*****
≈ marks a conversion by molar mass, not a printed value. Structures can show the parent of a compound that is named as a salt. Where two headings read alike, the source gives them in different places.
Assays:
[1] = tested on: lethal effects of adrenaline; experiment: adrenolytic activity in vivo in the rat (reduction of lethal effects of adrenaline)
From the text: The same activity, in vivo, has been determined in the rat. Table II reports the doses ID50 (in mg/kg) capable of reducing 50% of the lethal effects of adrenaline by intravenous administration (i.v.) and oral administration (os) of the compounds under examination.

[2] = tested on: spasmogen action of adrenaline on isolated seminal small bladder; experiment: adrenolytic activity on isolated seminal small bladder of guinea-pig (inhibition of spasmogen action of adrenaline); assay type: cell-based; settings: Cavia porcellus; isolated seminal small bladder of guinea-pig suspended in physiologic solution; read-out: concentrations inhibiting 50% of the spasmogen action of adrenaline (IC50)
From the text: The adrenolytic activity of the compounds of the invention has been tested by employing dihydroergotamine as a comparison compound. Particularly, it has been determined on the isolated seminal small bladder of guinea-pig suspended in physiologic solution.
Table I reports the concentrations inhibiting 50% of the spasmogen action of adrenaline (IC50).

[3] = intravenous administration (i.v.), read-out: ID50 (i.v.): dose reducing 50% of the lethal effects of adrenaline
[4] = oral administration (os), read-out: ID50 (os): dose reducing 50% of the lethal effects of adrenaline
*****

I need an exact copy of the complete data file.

≈ marks a conversion by molar mass, not a printed value. Structures can show the parent of a compound that is named as a salt. Where two headings read alike, the source gives them in different places.
Assays:
[1] = tested on: lethal effects of adrenaline; experiment: adrenolytic activity in vivo in the rat (reduction of lethal effects of adrenaline)
From the text: The same activity, in vivo, has been determined in the rat. Table II reports the doses ID50 (in mg/kg) capable of reducing 50% of the lethal effects of adrenaline by intravenous administration (i.v.) and oral administration (os) of the compounds under examination.

[2] = tested on: spasmogen action of adrenaline on isolated seminal small bladder; experiment: adrenolytic activity on isolated seminal small bladder of guinea-pig (inhibition of spasmogen action of adrenaline); assay type: cell-based; settings: Cavia porcellus; isolated seminal small bladder of guinea-pig suspended in physiologic solution; read-out: concentrations inhibiting 50% of the spasmogen action of adrenaline (IC50)
From the text: The adrenolytic activity of the compounds of the invention has been tested by employing dihydroergotamine as a comparison compound. Particularly, it has been determined on the isolated seminal small bladder of guinea-pig suspended in physiologic solution.
Table I reports the concentrations inhibiting 50% of the spasmogen action of adrenaline (IC50).

[3] = intravenous administration (i.v.), read-out: ID50 (i.v.): dose reducing 50% of the lethal effects of adrenaline
[4] = oral administration (os), read-out: ID50 (os): dose reducing 50% of the lethal effects of adrenaline